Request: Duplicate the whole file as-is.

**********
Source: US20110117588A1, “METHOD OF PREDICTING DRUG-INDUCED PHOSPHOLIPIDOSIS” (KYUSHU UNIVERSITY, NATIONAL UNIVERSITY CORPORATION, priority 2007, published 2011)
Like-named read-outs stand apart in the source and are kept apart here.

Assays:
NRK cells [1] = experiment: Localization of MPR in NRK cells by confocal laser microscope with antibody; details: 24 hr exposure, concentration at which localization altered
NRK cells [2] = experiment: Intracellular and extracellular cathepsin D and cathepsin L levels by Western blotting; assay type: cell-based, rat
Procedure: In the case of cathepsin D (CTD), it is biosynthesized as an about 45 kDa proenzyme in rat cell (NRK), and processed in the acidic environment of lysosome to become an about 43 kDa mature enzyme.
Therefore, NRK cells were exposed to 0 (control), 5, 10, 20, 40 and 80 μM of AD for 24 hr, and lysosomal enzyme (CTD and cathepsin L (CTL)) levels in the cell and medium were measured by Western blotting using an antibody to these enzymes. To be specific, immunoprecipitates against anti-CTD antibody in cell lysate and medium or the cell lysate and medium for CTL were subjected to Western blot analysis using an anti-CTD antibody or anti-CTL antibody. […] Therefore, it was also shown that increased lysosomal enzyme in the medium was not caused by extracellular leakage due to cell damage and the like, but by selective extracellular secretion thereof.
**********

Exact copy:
Source: US20110117588A1, “METHOD OF PREDICTING DRUG-INDUCED PHOSPHOLIPIDOSIS” (KYUSHU UNIVERSITY, NATIONAL UNIVERSITY CORPORATION, priority 2007, published 2011)
Like-named read-outs stand apart in the source and are kept apart here.

Assays:
NRK cells [1] = experiment: Localization of MPR in NRK cells by confocal laser microscope with antibody; details: 24 hr exposure, concentration at which localization altered
NRK cells [2] = experiment: Intracellular and extracellular cathepsin D and cathepsin L levels by Western blotting; assay type: cell-based, rat
Procedure: In the case of cathepsin D (CTD), it is biosynthesized as an about 45 kDa proenzyme in rat cell (NRK), and processed in the acidic environment of lysosome to become an about 43 kDa mature enzyme.
Therefore, NRK cells were exposed to 0 (control), 5, 10, 20, 40 and 80 μM of AD for 24 hr, and lysosomal enzyme (CTD and cathepsin L (CTL)) levels in the cell and medium were measured by Western blotting using an antibody to these enzymes. To be specific, immunoprecipitates against anti-CTD antibody in cell lysate and medium or the cell lysate and medium for CTL were subjected to Western blot analysis using an anti-CTD antibody or anti-CTL antibody. […] Therefore, it was also shown that increased lysosomal enzyme in the medium was not caused by extracellular leakage due to cell damage and the like, but by selective extracellular secretion thereof.